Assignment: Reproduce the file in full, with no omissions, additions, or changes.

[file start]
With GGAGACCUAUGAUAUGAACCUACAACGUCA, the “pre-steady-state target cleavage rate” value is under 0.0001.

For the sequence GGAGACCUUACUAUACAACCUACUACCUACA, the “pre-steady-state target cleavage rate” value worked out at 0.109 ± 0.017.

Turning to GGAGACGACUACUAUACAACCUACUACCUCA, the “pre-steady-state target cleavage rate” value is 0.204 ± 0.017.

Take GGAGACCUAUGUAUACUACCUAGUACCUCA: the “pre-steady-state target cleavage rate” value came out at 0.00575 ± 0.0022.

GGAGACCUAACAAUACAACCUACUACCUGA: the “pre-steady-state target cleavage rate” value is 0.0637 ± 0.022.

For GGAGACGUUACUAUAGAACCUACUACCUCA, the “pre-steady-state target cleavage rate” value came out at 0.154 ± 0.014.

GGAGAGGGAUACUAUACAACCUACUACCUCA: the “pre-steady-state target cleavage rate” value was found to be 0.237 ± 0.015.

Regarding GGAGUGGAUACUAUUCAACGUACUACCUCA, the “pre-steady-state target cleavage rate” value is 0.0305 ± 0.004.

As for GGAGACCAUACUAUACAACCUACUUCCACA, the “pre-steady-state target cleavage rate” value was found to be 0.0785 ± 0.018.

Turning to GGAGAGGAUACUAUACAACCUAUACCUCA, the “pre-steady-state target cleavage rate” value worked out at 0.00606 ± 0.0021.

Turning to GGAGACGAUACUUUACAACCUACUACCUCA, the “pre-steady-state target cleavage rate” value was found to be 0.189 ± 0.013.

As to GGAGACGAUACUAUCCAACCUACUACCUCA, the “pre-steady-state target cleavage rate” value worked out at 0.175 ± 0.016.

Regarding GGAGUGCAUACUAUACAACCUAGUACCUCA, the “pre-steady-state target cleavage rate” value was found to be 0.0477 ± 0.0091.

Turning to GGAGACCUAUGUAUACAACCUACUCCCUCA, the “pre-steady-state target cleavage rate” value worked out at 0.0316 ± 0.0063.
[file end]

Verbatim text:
With GGAGACCUAUGAUAUGAACCUACAACGUCA, the “pre-steady-state target cleavage rate” value is under 0.0001.

For the sequence GGAGACCUUACUAUACAACCUACUACCUACA, the “pre-steady-state target cleavage rate” value worked out at 0.109 ± 0.017.

Turning to GGAGACGACUACUAUACAACCUACUACCUCA, the “pre-steady-state target cleavage rate” value is 0.204 ± 0.017.

Take GGAGACCUAUGUAUACUACCUAGUACCUCA: the “pre-steady-state target cleavage rate” value came out at 0.00575 ± 0.0022.

GGAGACCUAACAAUACAACCUACUACCUGA: the “pre-steady-state target cleavage rate” value is 0.0637 ± 0.022.

For GGAGACGUUACUAUAGAACCUACUACCUCA, the “pre-steady-state target cleavage rate” value came out at 0.154 ± 0.014.

GGAGAGGGAUACUAUACAACCUACUACCUCA: the “pre-steady-state target cleavage rate” value was found to be 0.237 ± 0.015.

Regarding GGAGUGGAUACUAUUCAACGUACUACCUCA, the “pre-steady-state target cleavage rate” value is 0.0305 ± 0.004.

As for GGAGACCAUACUAUACAACCUACUUCCACA, the “pre-steady-state target cleavage rate” value was found to be 0.0785 ± 0.018.

Turning to GGAGAGGAUACUAUACAACCUAUACCUCA, the “pre-steady-state target cleavage rate” value worked out at 0.00606 ± 0.0021.

Turning to GGAGACGAUACUUUACAACCUACUACCUCA, the “pre-steady-state target cleavage rate” value was found to be 0.189 ± 0.013.

As to GGAGACGAUACUAUCCAACCUACUACCUCA, the “pre-steady-state target cleavage rate” value worked out at 0.175 ± 0.016.

Regarding GGAGUGCAUACUAUACAACCUAGUACCUCA, the “pre-steady-state target cleavage rate” value was found to be 0.0477 ± 0.0091.

Turning to GGAGACCUAUGUAUACAACCUACUCCCUCA, the “pre-steady-state target cleavage rate” value worked out at 0.0316 ± 0.0063.